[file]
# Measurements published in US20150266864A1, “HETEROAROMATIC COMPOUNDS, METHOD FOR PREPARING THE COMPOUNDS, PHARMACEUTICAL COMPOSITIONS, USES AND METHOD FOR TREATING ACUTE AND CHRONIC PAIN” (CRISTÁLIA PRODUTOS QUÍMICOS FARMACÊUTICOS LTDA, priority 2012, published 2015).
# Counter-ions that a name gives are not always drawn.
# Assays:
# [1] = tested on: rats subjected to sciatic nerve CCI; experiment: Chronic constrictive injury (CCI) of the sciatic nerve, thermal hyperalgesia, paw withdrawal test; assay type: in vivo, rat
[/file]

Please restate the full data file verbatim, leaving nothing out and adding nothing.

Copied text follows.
# Measurements published in US20150266864A1, “HETEROAROMATIC COMPOUNDS, METHOD FOR PREPARING THE COMPOUNDS, PHARMACEUTICAL COMPOSITIONS, USES AND METHOD FOR TREATING ACUTE AND CHRONIC PAIN” (CRISTÁLIA PRODUTOS QUÍMICOS FARMACÊUTICOS LTDA, priority 2012, published 2015).
# Counter-ions that a name gives are not always drawn.
# Assays:
# [1] = tested on: rats subjected to sciatic nerve CCI; experiment: Chronic constrictive injury (CCI) of the sciatic nerve, thermal hyperalgesia, paw withdrawal test; assay type: in vivo, rat